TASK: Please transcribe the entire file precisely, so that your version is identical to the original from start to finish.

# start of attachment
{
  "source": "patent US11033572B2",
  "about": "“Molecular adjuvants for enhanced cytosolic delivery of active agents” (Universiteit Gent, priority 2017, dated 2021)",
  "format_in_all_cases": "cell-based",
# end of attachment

{
  "source": "patent US11033572B2",
  "about": "“Molecular adjuvants for enhanced cytosolic delivery of active agents” (Universiteit Gent, priority 2017, dated 2021)",
  "format_in_all_cases": "cell-based",